Taking the Next Steps: Episode 4

A travelling art work created by the Sydney region TAFE NSW Student Association to recognise Sorry Day and National Reconciliation Week. People are invited to take part by adding their thumb print to the canvas.

Thanks for joining us for part 4 of a series recognising Sorry Day and National Reconciliation Week 2017.

In today’s podcast Certificate 4 Journalism students Belinda Palmada, Genevieve Doyle and Tatiana Pak discuss with artist and teacher Chico Monks the importance of Aboriginal and Torres Strait Islander art as a form of cultural expression and connection to past and present.

Eora’s annual Aboriginal and Torres Strait Islander Cultural Arts Exhibition opens next week – you can find more info on their Facebook events page here.

Thanks and respect to Chico, to Director of Eora College Danny Allende, and to all of our hosts at Eora TAFE.

We would like to offer our respect and appreciation to the Gadigal people of the Eora Nation, and also thank our brothers and sisters at Eora College for so generously offering us their wisdom and knowledge and for telling us their stories, many of which are so painful to relate.

Taking the Next Steps: Episode 3

Uncle Willie in 1965, when he was a NSW Amateur Boxing champion, training with other boys at Kinchela Boys’ Home. Photo: State Library of NSW

Thank you for joining us to hear the third in our series of podcasts commemorating Sorry Day and National Reconciliation Week 2017.

In today’s episode, William Leslie (affectionately known by his colleagues at Eora TAFE as Uncle Willie) tells us about his life. Uncle Willie was taken from his family at the age of 12 and placed with other Aboriginal children in the Kinchela Boys’ Home near Kempsey on the NSW north coast. He went on to become Australian amateur boxing champion, and in 2000 ran in the Sydney Olympic torch relay. Boys in Kinchela were known by number, not name. Many of the children were never reunited with family, and remain scarred by their experiences to this day.

This episode was produced by Certificate 4 Radio Broadcasting students Jules Hume and Daniel Rosenberg. Our thanks go to Uncle Willie, Director of Eora College Danny Allende, and our hosts at Eora TAFE.

You can read more about the painful memories of the boys from Kinchela here. Read about Sorry Day and the stories of the Stolen Generation here. The full Bringing Them Home Report – important reading for all Australians – is available here.

We would like to offer our respect and appreciation to the Gadigal people of the Eora Nation, and also thank our brothers and sisters at Eora College for so generously offering us their wisdom and knowledge and for telling us their stories, many of which are so painful to relate.

Taking the Next Steps: Episode 2

The students and staff of Sydney TAFE Media welcome you to Part 2 in a series of podcasts commemorating Sorry Day and National Reconciliation Week 2017.

Today Dallas Wellington, a Jerinja man from the Wandandian Nation and Head Teacher of Foundation Studies at Eora College, speaks with Certificate 4 Radio Broadcasting students Talecia Vescio and Miles Davies.

In this podcast Dallas explains that it’s taken more than 200 years for non-Aboriginal Australians to realise the value of the culture and stories of the land’s first people – culture and stories Aboriginal people have always wanted to share.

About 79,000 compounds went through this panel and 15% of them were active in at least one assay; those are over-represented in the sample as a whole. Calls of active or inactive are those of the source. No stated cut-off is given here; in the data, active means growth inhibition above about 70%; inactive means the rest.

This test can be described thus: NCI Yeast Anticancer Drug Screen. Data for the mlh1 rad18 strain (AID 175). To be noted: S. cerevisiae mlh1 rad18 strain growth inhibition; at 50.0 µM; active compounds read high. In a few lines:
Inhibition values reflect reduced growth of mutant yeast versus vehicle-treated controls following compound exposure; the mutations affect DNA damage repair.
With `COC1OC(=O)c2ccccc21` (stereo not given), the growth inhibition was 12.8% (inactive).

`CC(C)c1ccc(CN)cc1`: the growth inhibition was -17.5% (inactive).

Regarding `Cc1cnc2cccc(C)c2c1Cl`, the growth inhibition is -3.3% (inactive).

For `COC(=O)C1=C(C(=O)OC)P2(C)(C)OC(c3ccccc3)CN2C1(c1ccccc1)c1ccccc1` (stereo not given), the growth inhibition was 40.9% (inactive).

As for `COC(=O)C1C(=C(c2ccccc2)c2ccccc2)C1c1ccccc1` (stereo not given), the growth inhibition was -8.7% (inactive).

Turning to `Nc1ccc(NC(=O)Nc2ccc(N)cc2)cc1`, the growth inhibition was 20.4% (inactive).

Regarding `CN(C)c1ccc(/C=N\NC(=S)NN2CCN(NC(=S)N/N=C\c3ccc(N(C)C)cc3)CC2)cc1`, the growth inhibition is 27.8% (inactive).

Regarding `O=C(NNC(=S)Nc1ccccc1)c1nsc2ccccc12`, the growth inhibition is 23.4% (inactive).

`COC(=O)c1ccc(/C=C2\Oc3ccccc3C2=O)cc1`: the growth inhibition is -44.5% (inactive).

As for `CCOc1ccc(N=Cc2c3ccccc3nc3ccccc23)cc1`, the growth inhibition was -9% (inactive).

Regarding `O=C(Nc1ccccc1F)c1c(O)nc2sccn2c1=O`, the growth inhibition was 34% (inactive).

You can learn more about Aboriginal culture at Eora College, which offers short courses in Aboriginal Cultural Education. Eora also offers Aboriginal languages (Dharawal and Banjalung), and courses in art and music.
 


 
We would like to offer our respect and appreciation to the Gadigal people of the Eora Nation, and also thank our brothers and sisters at Eora College for so generously offering us their wisdom and knowledge and for telling us their stories, many of which are so painful to relate.

Learn more about Reconciliation Week and how you can take the next steps towards equality, equity and unity at the Reconciliation Australia website.

Read about Sorry Day and the stories of the Stolen Generation here. The full Bringing Them Home Report – important reading for all Australians – is available here.

Listen to Part 1 in our Reconciliation Week series here.

Podcast series: Let’s Take the Next Steps


 
Please join us for a series of podcasts commemorating Sorry Day and National Reconciliation Week 2017.

A new episode will be uploaded here each day, starting today with a podcast by Certificate 4 Radio Broadcasting students Talecia Vescio and Miles Davies, who spoke with Gadigal elder Uncle Ray Davison, Director of Eora College Danny Allende, Diploma of Music student Pollyanna Thomson and other guests at Sydney TAFE’s Sorry Day ceremony on May 26.

We would like to offer our respect and appreciation to the Gadigal people of the Eora Nation, and also thank our brothers and sisters at Eora College for so generously offering us their wisdom and knowledge and for telling us their stories, many of which are so painful to relate.
 

 
Learn more about Reconciliation Week and how you can take the next steps towards equality, equity and unity at the Reconciliation Australia website.

Read about Sorry Day and the stories of the Stolen Generation here. The full Bringing Them Home Report – important reading for all Australians – is available here.

Related story: Pollyanna Thomson sings the Sorry Song.